Australia Is Better Off With Immigration
Diversity strengthens our culture and economy.
In 1981, economist Julian Simon published a groundbreaking book titled The Ultimate Resource, in which he pushed back at the prevailing view that the world was threatened by overpopulation. The ultimate resource, Simon argued, is people "skilled, spirited, and hopeful people who will exert their wills and imaginations for their own benefit, and inevitably they will benefit not only themselves but the rest of us as well".
In today’s immigration debate, people often forget that the 2016 census showed nearly half of all Australians have either been born overseas or have at least one parent born overseas.
The Australian story is inherently linked to migration and our non-discriminatory immigration policy is our strength and our pride, having allowed for 7.5 million migrants to call Australia home since World War II.
Surveying the evidence, the OECD finds little evidence that migrants drive down wages or are responsible for significant house price rises. And yet that hasn’t stopped some of the more extreme voices in the debate making precisely that claim.
What’s often forgotten in the immigration debate is that new migrants aren’t just mouths to feed, but minds to inspire. Migrants have helped drive our economy with one in three small businesses in Australia being run by migrants and migrant business owners employing 1.4 million people.
In Australia, the pantheon of entrepreneurial migrants includes Tan Le, Frank Lowy, Ruslan Kogan and Huy Truong. Australia is surely better off thanks to the arrival of heart surgeon Victor Chang, science communicator Karl Kruszelnicki, and biologist Gustav Nossal.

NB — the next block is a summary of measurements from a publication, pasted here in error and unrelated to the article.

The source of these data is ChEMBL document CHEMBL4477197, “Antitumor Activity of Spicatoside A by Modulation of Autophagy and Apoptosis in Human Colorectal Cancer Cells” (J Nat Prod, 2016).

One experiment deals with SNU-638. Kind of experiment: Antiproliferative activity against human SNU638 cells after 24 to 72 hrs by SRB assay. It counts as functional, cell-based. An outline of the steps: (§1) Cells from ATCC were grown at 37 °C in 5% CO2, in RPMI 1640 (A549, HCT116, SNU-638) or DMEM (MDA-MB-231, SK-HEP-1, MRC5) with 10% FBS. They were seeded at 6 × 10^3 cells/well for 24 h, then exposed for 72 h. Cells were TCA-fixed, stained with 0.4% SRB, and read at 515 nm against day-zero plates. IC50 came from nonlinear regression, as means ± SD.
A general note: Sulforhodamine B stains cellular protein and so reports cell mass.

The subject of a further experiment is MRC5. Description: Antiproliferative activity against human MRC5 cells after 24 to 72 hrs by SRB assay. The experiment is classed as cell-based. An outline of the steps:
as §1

Studies show that immigrants have higher patenting rates, are more likely to author highly cited scientific research, and are more likely to win a Nobel Prize. One possibility is that it is related to speaking two languages, with some evidence suggesting that bilingualism raises intelligence. It could also be that a global outlook is good for business.
In Israel in the 1990s, some predicted that the migration of nearly a million Jewish people from the former Soviet Union would lead to mass unemployment. Instead, because mathematicians and scientists were overrepresented among the immigrants, this episode is widely seen as one of the factors in Israel’s success as a ‘startup nation’.
More than half of all billion-dollar startups in Silicon Valley were founded by migrants. This is one of the reasons why last year Labor announced that, in Government, we would establish a new SMART visa for world leaders in Science, Medicine, Academia, Research, and Technology. This would allow the best and brightest talent from around the world the opportunity to develop their ideas in Australia and collaborate with their Australian counterparts.
Indeed, the presence of diversity seems to make us more productive. In a series of intriguing studies, researchers have noted that differences within teams seem to spur people to work better.
Summing up a plethora of findings, scientist Scott Page observes that "diverse cities are more productive, diverse boards of directors make better decisions, the most innovative companies are diverse".
No country’s migration program is perfect, but it’s hard to find a nation around the world that has made multiculturalism work as well as Australia. Rather than demonise migrants, let’s recognise the benefits of diversity on our community – and our economy.
Featured Image: AAP